The effects of a frightened establishment on justice and punishment can be remembered from recent history; after the 2011 riots we had a nine month stretch for looting a bottle of mineral water, five months for receiving a pair of stolen shorts - all sentences fully endorsed by the Lord Chief Justice who said "the imposition of severe sentences, intended to provide both punishment and deterrence, must follow". The public was torn between support for harsh measures and resentment at MPs who had recently been unmasked for stealing hundreds of thousands in the expenses scandal and who got off scot-free. So don't let any fool tell you that we don't have political justice in the UK.
Almost as soon as poor Jo Cox breathed her last yesterday the Home Secretary had already decided that Scotland Yard would take the case, and I've no doubt an officer of at least Commander rank will be tasked with interrogating Thomas Mair in order to secure the most severe sanctions using anti-terrorist legislation. He will be judged sane, of course, with no mitigation for either his health or environmental circumstances. Witnesses will be coached, the best prosecuting QCs engaged and the case listed before a judge with a reputation for excessive sentencing zeal. The poor sod's been trussed like a turkey already and to all intents and purposes has already started serving what I'm sure will be a 20 year minimum.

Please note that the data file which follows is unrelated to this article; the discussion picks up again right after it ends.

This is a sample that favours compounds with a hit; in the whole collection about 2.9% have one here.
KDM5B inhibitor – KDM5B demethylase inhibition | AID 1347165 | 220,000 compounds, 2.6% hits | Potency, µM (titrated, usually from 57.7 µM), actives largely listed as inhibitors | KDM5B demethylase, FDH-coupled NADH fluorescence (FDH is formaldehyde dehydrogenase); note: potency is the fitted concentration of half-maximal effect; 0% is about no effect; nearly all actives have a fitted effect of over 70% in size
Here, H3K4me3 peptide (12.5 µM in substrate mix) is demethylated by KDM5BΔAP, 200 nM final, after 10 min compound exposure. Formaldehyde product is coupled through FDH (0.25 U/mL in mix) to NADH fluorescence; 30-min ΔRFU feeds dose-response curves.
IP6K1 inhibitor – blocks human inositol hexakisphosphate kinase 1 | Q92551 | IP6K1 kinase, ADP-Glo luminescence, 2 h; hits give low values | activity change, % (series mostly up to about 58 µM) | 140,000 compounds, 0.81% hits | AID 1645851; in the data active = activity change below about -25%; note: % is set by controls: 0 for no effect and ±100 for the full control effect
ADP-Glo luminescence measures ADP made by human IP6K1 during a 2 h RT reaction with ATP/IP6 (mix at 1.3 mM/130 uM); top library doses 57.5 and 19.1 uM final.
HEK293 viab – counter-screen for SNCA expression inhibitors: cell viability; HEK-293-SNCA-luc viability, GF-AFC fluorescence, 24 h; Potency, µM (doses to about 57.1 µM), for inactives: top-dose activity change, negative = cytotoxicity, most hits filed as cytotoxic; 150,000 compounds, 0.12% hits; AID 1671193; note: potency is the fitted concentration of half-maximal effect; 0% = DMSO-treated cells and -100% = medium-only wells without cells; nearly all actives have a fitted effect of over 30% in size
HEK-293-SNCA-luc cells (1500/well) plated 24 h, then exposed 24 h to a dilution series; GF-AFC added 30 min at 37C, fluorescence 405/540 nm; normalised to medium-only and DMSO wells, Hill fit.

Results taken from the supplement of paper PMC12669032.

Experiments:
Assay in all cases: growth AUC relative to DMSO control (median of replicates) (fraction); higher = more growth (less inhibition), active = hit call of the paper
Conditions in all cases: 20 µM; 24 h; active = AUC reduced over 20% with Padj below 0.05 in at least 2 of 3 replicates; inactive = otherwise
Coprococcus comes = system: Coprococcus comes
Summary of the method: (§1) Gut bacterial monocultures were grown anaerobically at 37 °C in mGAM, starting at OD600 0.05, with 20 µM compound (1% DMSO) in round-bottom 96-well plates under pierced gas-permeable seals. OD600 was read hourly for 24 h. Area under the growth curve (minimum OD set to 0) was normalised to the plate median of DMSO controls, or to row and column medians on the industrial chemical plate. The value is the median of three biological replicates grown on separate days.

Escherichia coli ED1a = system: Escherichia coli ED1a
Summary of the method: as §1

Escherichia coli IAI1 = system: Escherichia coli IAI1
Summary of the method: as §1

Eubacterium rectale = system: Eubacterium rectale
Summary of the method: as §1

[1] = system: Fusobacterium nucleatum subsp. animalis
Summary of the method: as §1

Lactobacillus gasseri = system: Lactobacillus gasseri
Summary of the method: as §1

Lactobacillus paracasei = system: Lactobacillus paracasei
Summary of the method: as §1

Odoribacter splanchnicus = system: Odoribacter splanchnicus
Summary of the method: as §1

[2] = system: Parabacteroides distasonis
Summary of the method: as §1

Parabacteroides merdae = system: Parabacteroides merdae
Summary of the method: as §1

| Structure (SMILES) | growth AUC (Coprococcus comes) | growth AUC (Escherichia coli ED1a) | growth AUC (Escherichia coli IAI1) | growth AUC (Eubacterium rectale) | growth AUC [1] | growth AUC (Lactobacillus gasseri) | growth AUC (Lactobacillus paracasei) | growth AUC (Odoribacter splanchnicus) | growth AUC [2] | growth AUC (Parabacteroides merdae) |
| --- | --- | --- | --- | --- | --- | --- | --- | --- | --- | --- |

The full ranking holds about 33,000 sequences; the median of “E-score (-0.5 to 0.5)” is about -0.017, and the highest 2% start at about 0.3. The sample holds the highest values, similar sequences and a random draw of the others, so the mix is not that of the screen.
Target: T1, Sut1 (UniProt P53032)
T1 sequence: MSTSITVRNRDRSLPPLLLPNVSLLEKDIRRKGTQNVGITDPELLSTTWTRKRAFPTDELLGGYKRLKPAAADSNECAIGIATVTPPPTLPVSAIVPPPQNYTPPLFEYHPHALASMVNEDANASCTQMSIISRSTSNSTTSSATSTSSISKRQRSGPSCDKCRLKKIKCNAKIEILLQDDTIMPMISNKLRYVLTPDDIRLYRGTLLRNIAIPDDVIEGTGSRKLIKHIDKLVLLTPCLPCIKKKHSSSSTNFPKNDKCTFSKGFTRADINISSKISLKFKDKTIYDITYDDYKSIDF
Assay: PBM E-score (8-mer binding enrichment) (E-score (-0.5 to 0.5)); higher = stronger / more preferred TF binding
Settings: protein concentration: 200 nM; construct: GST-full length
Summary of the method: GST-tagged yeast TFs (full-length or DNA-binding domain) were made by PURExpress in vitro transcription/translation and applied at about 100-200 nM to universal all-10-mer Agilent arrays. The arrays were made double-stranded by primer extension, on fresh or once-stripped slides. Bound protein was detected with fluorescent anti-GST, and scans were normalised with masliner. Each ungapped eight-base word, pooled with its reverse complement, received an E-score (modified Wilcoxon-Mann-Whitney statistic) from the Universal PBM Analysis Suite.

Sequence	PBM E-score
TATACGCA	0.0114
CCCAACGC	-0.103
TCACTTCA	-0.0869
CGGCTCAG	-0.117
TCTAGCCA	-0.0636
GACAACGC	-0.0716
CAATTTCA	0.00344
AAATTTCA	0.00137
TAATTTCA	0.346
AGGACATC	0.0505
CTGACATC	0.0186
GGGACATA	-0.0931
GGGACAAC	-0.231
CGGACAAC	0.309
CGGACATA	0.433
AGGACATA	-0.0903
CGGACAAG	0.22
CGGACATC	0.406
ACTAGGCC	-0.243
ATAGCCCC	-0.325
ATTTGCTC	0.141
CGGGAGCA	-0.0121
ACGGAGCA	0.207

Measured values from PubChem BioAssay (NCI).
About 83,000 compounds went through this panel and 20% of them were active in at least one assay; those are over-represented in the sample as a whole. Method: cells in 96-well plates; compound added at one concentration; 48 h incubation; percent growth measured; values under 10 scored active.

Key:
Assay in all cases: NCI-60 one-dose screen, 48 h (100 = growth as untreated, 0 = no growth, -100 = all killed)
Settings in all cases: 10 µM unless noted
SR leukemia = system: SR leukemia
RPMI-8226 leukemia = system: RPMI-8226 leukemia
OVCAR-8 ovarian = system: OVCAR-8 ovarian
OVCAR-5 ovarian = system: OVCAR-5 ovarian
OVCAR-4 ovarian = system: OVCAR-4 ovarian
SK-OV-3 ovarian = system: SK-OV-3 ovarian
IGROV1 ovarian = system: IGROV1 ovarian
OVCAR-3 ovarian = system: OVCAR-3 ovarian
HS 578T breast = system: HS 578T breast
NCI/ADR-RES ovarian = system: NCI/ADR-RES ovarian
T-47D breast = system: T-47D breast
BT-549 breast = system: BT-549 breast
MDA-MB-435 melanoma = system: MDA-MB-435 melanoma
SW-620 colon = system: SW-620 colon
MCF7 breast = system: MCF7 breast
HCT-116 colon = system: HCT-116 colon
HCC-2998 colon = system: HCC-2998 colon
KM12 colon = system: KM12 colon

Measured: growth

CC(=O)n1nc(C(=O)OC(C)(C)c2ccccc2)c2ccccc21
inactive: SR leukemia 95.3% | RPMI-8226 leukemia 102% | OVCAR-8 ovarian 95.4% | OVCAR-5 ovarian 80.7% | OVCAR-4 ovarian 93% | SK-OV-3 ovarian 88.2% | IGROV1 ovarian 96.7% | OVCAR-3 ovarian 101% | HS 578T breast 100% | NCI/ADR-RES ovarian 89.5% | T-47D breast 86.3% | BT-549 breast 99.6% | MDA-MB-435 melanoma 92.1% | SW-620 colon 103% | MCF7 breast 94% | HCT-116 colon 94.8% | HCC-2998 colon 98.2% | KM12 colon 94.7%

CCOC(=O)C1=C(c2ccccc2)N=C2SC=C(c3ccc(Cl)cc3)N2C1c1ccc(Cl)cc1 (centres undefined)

However unattractive a character Thomas Mair may be, however heinous and unforgivable the dreadful murder of a woman so gifted and accomplished, he remains entitled still to a just hearing, to fair treatment and to basic Christian dignity. No doubt he is already held in the fortress of Paddington Green anti-terrorist interrogation centre far away from the familiar accents of his home town - which he will never see again. And although my thoughts and prayers are with Jo Cox's husband and motherless children, I would ask you too to spare a brief thought for Thomas Mair. All the accounts of Jo Cox I've read and heard suggest she was a champion of fairness, and I'm sure, had someone else been Mair's victim, she would now. as his constituency MP, be fighting to secure the basic kindnesses for him.
Update - Sat am
This post was written before Mair was charged. I don't need to remind anyone that now the case is active the matter is sub judice and that s.2 of the 1981 Contempt of Court Act applies to comments. Pointless though it seems.